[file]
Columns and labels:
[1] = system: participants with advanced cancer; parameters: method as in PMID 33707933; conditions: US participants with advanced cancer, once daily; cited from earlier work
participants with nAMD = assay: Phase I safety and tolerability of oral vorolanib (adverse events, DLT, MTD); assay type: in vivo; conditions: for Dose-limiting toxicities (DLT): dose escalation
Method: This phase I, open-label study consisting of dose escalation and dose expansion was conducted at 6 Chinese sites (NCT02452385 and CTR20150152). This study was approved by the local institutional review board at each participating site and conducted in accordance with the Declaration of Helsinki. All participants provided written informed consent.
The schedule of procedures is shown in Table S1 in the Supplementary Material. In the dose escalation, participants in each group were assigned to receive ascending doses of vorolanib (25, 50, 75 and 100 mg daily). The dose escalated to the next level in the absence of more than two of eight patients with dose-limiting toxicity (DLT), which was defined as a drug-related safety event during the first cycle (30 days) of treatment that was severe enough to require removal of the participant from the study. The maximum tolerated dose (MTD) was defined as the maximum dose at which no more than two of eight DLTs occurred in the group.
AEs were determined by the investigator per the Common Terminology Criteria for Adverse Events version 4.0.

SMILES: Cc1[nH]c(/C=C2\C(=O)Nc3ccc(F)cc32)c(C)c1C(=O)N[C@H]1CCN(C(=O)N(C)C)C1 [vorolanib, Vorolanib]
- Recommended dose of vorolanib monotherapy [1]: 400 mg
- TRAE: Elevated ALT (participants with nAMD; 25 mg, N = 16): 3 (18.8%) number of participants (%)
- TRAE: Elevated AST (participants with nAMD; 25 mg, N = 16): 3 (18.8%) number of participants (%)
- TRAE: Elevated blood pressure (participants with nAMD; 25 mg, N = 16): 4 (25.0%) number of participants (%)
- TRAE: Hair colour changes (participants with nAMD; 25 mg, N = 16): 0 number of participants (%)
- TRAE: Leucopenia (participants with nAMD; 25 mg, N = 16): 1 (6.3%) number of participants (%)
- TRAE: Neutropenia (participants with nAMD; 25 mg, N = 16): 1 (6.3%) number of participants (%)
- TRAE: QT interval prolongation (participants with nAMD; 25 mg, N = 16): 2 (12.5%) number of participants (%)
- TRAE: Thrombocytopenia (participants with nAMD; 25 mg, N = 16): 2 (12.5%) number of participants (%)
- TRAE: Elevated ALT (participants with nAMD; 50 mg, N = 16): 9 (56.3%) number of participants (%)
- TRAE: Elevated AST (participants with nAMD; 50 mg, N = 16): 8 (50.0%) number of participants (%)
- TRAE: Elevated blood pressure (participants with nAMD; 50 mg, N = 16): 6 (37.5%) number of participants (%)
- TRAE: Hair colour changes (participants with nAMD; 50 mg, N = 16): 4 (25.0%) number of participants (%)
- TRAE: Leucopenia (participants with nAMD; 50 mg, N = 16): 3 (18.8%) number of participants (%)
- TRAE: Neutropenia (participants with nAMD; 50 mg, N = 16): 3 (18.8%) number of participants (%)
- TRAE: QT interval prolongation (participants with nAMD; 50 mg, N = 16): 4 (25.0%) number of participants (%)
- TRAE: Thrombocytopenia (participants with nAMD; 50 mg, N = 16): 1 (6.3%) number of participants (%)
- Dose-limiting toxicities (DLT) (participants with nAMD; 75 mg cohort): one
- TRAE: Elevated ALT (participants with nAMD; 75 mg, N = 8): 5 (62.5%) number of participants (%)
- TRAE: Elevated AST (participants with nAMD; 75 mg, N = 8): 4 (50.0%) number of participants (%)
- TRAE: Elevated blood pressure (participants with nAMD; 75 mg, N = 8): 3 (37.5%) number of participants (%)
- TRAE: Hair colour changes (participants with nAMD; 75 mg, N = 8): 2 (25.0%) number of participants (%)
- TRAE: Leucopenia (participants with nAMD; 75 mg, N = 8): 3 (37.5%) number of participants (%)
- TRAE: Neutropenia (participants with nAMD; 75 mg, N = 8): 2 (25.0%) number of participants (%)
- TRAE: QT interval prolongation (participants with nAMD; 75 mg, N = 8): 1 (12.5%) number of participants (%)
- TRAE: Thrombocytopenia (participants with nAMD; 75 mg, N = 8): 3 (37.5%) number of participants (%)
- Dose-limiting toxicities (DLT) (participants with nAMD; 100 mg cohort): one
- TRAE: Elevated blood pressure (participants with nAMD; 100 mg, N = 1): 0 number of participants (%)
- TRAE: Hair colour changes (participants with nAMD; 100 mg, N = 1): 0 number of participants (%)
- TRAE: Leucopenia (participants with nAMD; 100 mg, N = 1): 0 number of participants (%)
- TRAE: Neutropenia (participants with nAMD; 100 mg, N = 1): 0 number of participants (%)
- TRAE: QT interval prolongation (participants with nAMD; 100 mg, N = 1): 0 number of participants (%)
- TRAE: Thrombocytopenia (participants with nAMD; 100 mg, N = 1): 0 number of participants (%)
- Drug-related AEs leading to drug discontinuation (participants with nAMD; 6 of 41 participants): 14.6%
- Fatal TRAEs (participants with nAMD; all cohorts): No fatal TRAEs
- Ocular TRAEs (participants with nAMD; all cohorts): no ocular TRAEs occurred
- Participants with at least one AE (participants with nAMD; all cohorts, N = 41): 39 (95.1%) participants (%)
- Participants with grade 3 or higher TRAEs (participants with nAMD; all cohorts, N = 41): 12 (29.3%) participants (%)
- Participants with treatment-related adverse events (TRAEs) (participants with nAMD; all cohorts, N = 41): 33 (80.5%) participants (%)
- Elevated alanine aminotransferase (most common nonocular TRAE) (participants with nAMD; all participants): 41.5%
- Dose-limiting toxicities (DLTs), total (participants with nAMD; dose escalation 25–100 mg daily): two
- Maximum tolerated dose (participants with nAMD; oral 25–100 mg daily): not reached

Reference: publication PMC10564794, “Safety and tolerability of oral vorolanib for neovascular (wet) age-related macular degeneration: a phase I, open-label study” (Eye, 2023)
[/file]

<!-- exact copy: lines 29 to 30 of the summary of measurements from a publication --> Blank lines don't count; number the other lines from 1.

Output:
- TRAE: Hair colour changes (participants with nAMD; 75 mg, N = 8): 2 (25.0%) number of participants (%)
- TRAE: Leucopenia (participants with nAMD; 75 mg, N = 8): 3 (37.5%) number of participants (%)